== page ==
Researchers at The University of Western Australia have discovered how ants see in colour, a breakthrough that one day could help scientists create more autonomous robots.
This Sentinel-2A 'colour vision' image captures part of the Mississippi swamps on the east and west banks of the Mississippi River, south of New Orleans and north of the Mississippi Delta.
Did you know that the sky isn't actually blue? Perhaps in school you learned about how air scatters light, filtering out red light from the sun, but that is only half the story. While our eyes perceive a milky blue, a more ...
As humans, we live in a colourful world, but differences in visual systems means that not all animals see the world in the same way.
Ultraviolet patterns can make window glass visible to birds, thus preventing fatal collisions. However, it has now been shown that such windows are not likely to work for all species, but only for birds like small passerines, ...
As humans, we experience an amazing world of colour, but what can other animals see? Some see much more than us, but how they use this vision is largely unknown.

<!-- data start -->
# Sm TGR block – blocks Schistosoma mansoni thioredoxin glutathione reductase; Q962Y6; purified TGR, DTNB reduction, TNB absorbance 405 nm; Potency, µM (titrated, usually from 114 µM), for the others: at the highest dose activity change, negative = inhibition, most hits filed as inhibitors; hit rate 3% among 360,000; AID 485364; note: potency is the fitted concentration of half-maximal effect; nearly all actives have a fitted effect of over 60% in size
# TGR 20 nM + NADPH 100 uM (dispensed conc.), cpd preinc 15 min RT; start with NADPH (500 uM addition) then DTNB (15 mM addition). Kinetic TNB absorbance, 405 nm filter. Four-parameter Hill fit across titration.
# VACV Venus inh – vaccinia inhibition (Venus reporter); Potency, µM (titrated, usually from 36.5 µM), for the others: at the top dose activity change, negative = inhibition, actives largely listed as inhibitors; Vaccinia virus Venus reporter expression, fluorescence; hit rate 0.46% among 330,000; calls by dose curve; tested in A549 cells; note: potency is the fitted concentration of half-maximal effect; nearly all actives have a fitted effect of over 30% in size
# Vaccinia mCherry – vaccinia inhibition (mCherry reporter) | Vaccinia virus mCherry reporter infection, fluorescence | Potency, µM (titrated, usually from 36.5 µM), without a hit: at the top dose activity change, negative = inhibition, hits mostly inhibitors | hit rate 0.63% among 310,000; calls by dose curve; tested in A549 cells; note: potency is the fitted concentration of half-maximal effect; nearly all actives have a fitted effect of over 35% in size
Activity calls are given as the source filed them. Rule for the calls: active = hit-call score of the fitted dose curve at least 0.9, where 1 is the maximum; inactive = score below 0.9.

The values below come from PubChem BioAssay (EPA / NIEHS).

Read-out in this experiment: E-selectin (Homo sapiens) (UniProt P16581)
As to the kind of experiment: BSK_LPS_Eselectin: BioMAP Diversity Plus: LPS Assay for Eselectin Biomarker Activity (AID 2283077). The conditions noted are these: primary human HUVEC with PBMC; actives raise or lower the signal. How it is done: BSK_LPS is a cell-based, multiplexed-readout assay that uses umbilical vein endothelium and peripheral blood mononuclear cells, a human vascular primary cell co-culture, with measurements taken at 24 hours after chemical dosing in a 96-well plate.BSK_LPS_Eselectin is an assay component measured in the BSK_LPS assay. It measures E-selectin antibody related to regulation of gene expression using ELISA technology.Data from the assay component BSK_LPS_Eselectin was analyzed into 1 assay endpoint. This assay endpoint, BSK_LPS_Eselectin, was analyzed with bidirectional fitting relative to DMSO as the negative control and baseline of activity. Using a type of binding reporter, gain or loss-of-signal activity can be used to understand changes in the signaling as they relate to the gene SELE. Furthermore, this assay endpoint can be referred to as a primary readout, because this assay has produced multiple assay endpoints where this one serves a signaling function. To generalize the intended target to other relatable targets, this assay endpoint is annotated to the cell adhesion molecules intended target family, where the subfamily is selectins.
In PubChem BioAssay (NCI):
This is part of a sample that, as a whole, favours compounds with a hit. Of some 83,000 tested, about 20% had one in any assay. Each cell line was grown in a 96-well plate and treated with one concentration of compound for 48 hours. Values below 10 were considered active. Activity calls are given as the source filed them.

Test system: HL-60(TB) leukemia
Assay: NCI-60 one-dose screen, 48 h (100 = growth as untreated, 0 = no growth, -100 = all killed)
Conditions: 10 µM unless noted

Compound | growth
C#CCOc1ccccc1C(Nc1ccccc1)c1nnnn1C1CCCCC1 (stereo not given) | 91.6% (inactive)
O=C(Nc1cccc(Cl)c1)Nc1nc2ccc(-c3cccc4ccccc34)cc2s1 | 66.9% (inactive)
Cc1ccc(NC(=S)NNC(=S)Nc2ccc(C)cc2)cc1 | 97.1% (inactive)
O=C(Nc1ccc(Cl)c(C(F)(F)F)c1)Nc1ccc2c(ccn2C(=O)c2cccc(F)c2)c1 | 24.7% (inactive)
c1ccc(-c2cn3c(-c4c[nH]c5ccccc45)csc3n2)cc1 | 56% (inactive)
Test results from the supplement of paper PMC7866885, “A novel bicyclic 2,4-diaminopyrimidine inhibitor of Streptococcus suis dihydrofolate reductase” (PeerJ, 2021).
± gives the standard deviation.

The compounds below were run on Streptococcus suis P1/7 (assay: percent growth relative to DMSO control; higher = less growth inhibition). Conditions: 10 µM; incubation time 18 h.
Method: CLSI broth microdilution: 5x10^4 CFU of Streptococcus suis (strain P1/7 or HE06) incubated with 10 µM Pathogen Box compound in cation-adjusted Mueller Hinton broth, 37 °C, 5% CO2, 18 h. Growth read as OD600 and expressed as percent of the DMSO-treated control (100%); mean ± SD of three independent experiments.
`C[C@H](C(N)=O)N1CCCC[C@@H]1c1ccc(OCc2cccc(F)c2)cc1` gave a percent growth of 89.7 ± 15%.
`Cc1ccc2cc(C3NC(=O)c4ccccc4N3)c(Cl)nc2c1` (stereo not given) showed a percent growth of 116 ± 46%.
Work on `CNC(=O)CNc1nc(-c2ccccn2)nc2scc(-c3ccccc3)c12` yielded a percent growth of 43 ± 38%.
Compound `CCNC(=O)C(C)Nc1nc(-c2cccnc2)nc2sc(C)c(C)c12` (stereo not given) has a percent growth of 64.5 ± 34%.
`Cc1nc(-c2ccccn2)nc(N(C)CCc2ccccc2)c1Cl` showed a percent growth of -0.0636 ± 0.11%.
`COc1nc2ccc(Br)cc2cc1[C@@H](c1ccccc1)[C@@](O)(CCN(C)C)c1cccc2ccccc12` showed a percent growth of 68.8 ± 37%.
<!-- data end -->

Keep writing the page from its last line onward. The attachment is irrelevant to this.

New research has confirmed the tammar wallaby (Macropus eugenii) has a form of colour vision that is more similar to that of dogs rather than to other animals of similar species.
(Phys.org) —Biologists have discovered that a wallaby's perception of colour is more similar to a dog than a quokka, sparking questions as to why marsupial colour vision has evolved so selectively.
Ultraviolet vision evolved at least eight times in birds from a common violet sensitive ancestor finds a study published in BioMed Central's open access journal BMC Evolutionary Biology. All of these are due to single nucleotide ...
(Phys.org)—Researchers have long tried to explain the enormous diversity in colour of birds, and a new study is giving insights into why the humble fairy-wren, a colourful Australian bird, is radiantly blue.